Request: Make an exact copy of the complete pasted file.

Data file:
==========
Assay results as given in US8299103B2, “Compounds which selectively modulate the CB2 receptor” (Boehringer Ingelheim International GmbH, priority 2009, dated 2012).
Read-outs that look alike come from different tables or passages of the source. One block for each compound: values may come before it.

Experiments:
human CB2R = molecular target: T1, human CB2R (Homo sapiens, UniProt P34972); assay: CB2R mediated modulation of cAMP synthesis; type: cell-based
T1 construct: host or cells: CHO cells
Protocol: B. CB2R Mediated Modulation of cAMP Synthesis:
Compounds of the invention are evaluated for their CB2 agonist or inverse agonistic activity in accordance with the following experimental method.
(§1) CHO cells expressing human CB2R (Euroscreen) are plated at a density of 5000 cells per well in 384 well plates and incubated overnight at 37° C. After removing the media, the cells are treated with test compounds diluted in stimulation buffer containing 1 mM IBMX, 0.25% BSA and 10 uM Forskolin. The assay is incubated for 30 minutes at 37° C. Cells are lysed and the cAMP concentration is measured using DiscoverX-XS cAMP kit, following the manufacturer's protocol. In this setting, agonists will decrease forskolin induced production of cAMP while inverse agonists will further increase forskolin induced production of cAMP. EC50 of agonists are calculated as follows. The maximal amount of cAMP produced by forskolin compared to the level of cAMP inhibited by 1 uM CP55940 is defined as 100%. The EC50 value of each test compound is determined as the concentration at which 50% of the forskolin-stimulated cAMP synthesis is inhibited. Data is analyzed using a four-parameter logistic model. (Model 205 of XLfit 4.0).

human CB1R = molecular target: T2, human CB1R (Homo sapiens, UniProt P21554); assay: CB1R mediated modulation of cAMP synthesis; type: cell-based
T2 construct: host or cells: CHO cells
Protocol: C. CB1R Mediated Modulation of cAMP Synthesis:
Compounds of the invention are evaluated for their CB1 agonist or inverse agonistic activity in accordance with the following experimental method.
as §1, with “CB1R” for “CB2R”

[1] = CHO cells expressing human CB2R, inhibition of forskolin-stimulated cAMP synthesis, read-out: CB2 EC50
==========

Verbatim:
Assay results as given in US8299103B2, “Compounds which selectively modulate the CB2 receptor” (Boehringer Ingelheim International GmbH, priority 2009, dated 2012).
Read-outs that look alike come from different tables or passages of the source. One block for each compound: values may come before it.

Experiments:
human CB2R = molecular target: T1, human CB2R (Homo sapiens, UniProt P34972); assay: CB2R mediated modulation of cAMP synthesis; type: cell-based
T1 construct: host or cells: CHO cells
Protocol: B. CB2R Mediated Modulation of cAMP Synthesis:
Compounds of the invention are evaluated for their CB2 agonist or inverse agonistic activity in accordance with the following experimental method.
(§1) CHO cells expressing human CB2R (Euroscreen) are plated at a density of 5000 cells per well in 384 well plates and incubated overnight at 37° C. After removing the media, the cells are treated with test compounds diluted in stimulation buffer containing 1 mM IBMX, 0.25% BSA and 10 uM Forskolin. The assay is incubated for 30 minutes at 37° C. Cells are lysed and the cAMP concentration is measured using DiscoverX-XS cAMP kit, following the manufacturer's protocol. In this setting, agonists will decrease forskolin induced production of cAMP while inverse agonists will further increase forskolin induced production of cAMP. EC50 of agonists are calculated as follows. The maximal amount of cAMP produced by forskolin compared to the level of cAMP inhibited by 1 uM CP55940 is defined as 100%. The EC50 value of each test compound is determined as the concentration at which 50% of the forskolin-stimulated cAMP synthesis is inhibited. Data is analyzed using a four-parameter logistic model. (Model 205 of XLfit 4.0).

human CB1R = molecular target: T2, human CB1R (Homo sapiens, UniProt P21554); assay: CB1R mediated modulation of cAMP synthesis; type: cell-based
T2 construct: host or cells: CHO cells
Protocol: C. CB1R Mediated Modulation of cAMP Synthesis:
Compounds of the invention are evaluated for their CB1 agonist or inverse agonistic activity in accordance with the following experimental method.
as §1, with “CB1R” for “CB2R”

[1] = CHO cells expressing human CB2R, inhibition of forskolin-stimulated cAMP synthesis, read-out: CB2 EC50